Follicle-stimulating hormone promotes the conversion of androstenedione to estrogen via the aromatase enzyme
What is the effect of luteinizing hormone in theca cells?
Luteinizing hormone promotes the conversion of cholesterol to androstenedione via the enzyme desmolase
What effects does estrogen have on the uterus and ovaries?
Estrogen stimulates follicle growth and endometrial proliferation and increases myometrial excitability
What is the role of estrogen on physical development during puberty?
Genital and breast development and creation of female fat distribution
What is the effect of estrogen on the liver?
Increased synthesis of binding globulins and transport proteins
What is the effect of estrogen on the plasma lipid profile?
Increased high-density lipoprotein, decreased low-density lipoprotein
How does estrogen affect follicle-stimulating hormone and luteinizing hormone levels?
It provides negative feedback on follicle-stimulating hormone and luteinizing hormone secretion except near ovulation, when estrogen provides positive feedback for the luteinizing hormone surge
During pregnancy, what happens to the levels of endogenous estrogens?
There is a 50-fold increase in estradiol and estrone, and a 1000-fold increase in estriol
Which is an indicator of fetal well being during pregnancy, an increase in estradiol or estriol?
What is the effect of estrogen on prolactin levels and function?
Estrogen increases prolactin secretion butblocks the action of prolactin at the breast
Name four places in the human body where progesterone is produced.
Corpus luteum, placenta, adrenal cortex, and testes
Progesterone causes what changes in the endometrium?
Spiral artery development and increased glandular secretions
What effect does progesterone have on pregnancy?
Progesterone maintains the pregnancy (remember: PROGESTerone is PRO-GESTation)
Progesterone _____ (increases/decreases) myometrial contractility whereas estrogen _____ (increases/decreases) myometrial contractility.
What is the effect of progesterone on cervical mucus?
Progesterone thickens cervical mucus to prevent sperm entry
Progesterone causes what effect on body temperature?
Increases body temperature; basal body temperature can be used to predict ovulation
What is the effect of progesterone on uterine smooth muscle?
It causes decreased myometrial contractility and smooth muscle relaxation
Progesterone levels are monitored daily during a woman's menstrual cycle; what conclusion can you make upon noting an elevation in the progesterone level?
Progesterone elevation indicates that ovulation has occurred
What hormone stimulates endometrial proliferation during the menstrual cycle?
What hormone maintains endometrium to support implantation?
Progesterone; fertility is decreased without progesterone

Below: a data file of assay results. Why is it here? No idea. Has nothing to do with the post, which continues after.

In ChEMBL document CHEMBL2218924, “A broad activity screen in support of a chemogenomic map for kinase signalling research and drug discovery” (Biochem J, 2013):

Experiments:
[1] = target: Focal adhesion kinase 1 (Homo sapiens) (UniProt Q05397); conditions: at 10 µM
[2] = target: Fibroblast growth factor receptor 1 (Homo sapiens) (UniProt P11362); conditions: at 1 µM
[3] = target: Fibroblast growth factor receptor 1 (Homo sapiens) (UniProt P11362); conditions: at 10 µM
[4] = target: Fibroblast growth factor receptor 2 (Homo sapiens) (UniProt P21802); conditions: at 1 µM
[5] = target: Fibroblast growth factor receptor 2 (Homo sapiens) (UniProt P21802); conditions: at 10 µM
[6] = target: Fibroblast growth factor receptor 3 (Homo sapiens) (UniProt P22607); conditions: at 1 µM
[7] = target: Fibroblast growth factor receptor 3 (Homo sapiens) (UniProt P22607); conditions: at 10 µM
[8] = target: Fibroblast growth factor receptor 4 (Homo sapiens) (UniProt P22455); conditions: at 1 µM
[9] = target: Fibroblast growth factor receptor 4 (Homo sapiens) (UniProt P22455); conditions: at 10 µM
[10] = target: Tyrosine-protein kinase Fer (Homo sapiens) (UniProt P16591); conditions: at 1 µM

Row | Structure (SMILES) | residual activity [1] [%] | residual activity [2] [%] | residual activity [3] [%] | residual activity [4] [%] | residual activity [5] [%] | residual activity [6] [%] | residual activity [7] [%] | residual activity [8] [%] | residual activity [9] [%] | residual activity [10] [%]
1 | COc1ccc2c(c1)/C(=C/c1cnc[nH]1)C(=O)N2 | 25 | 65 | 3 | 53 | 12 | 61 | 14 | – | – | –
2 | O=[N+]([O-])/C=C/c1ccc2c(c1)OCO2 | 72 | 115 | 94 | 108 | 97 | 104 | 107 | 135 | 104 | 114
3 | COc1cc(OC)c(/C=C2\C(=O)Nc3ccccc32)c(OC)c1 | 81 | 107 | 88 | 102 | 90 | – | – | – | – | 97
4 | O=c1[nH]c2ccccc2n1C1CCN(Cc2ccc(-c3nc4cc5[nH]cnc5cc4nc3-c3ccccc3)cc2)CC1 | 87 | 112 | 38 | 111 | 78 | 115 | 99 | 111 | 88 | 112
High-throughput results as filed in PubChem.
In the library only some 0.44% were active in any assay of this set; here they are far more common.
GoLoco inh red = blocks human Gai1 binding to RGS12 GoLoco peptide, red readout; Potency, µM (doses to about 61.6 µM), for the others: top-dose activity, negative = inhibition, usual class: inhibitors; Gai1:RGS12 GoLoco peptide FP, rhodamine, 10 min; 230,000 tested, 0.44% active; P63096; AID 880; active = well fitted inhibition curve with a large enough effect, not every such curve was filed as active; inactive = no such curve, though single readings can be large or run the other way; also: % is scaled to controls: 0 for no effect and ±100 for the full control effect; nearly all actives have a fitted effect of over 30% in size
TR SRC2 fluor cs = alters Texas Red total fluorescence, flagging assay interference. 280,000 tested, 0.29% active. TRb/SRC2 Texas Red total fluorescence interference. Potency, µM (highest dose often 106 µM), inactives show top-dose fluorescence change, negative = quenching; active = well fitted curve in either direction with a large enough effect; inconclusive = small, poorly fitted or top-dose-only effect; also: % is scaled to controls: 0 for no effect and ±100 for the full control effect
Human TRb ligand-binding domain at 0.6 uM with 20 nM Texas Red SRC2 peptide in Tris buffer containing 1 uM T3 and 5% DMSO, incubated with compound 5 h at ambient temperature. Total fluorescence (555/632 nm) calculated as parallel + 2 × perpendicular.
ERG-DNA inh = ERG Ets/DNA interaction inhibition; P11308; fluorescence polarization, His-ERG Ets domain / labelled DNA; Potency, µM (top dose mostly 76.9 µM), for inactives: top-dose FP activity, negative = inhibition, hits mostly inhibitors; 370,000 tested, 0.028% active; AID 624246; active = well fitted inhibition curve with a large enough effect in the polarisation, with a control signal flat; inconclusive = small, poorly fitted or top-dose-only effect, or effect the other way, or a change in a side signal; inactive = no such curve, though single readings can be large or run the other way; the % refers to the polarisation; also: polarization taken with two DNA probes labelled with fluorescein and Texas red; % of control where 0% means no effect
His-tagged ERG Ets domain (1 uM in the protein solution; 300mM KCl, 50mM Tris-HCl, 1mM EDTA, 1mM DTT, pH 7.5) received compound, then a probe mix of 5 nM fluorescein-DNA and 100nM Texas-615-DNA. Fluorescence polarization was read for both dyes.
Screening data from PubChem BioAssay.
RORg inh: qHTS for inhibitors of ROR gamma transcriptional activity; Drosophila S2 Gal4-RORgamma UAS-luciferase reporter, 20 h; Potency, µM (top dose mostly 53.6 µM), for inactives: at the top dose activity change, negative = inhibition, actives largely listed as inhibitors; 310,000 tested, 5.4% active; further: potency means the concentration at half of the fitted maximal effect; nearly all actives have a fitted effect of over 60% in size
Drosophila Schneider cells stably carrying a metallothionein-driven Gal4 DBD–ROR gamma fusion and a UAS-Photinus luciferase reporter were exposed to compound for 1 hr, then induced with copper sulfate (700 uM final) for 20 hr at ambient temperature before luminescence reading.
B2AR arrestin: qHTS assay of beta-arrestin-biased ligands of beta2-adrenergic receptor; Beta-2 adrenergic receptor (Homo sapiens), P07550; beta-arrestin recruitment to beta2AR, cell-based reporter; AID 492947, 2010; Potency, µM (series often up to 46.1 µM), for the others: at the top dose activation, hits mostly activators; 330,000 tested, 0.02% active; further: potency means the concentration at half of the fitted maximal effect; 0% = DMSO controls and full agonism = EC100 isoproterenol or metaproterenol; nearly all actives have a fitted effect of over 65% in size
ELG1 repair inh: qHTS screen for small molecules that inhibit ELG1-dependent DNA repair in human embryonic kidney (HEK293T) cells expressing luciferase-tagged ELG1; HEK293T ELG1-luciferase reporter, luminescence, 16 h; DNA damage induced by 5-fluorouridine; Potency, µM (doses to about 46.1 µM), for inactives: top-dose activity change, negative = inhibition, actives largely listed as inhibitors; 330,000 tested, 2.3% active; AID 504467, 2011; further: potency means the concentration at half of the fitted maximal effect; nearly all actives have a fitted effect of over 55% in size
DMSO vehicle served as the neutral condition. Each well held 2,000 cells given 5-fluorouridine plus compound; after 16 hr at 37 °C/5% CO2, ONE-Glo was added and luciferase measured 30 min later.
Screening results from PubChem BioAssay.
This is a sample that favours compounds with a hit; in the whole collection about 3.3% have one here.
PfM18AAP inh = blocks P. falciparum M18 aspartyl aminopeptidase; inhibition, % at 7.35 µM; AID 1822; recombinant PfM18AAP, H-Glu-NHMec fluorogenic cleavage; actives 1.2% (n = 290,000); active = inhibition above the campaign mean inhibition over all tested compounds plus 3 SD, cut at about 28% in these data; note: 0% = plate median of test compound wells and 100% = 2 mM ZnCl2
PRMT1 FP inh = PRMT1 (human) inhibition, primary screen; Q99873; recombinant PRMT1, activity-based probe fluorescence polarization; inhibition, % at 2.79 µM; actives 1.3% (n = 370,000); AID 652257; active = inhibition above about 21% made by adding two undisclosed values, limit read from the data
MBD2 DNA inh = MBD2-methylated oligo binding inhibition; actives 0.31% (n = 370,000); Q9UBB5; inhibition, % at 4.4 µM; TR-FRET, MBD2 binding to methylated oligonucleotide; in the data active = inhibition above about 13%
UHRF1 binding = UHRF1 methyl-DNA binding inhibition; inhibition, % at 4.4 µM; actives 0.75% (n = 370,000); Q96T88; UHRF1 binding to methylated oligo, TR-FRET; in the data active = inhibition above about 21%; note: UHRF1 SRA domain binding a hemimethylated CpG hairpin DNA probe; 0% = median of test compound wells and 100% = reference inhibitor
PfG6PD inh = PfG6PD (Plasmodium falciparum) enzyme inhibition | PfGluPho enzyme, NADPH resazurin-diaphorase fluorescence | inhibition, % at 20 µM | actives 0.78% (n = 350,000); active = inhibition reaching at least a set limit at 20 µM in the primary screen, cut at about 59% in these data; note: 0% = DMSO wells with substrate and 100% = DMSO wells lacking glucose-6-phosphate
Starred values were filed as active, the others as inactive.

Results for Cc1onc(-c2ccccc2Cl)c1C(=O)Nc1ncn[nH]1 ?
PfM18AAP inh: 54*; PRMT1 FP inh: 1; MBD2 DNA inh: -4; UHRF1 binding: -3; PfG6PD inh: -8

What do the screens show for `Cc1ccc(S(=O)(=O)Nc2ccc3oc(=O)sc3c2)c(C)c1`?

When do luteinizing hormone levels peak during the menstrual cycle?
Luteinizing hormone levels peak just before ovulation
How long does the luteal phase of the menstrual cycle typically last?
14 days; therefore, ovulation day + 14 days = menstruation
How long does the follicular phase of the menstrual cycle typically last?
The follicular phase can vary in length, and this variation is what alters the length of the menstrual cycle
Estrogen levels peak _____ (after/before) ovulation, whereas progesterone levels peak _____ (after/before) ovulation.
Does the graafian follicle mature during the follicular or luteal phase?
Is the corpus luteum present during the follicular or luteal phase?
Luteal phase; the corpus luteum is formed from the ruptured follicle
Regression of the corpus luteum leads to what event?
Menstruation; when progesterone levels decrease the endometrial lining sloughs off
Put these events of the menstrual cycle in order: progesterone release from the corpus luteum, increase in luteinizing hormone secretion, menstruation, ovulation and increase in estrogen secretion.
Increase in estrogen secretion, increase in luteinizing hormone secretion, ovulation, progesterone release from the corpus luteum and menstruation
Oligomenorrhea is defined as a cycle lasting more than _____ days, whereas polymenorrhea is defined as a cycle lasting fewer than _____days.
35 days; 21 days
What is the difference between metrorrhagia and menometrorrhagia?
Metrorrhagia is frequent and irregular menstruation (often called spotting), whereas menometrorrhagia is irregular, heavy menstruation
A woman presents with pain in her right lower quadrant on the fourteenth day of her menstrual cycle, which is normally 28 days. After ruling out appendicitis, you determine this is caused by blood from a ruptured ovarian follicle at ovulation, also known as what?
Mittelschmerz; the blood from the ruptured follicle may cause peritoneal irritation that can mimic appendicitis
What happens following the luteinizing hormone surge in the normal menstrual cycle?
Luteinizing hormone surge stimulates the rupture of the follicle and ovulation
When does a primary oocyte undergo and complete meiosis I?
Meiosis I begins during fetal life and is completed just before ovulation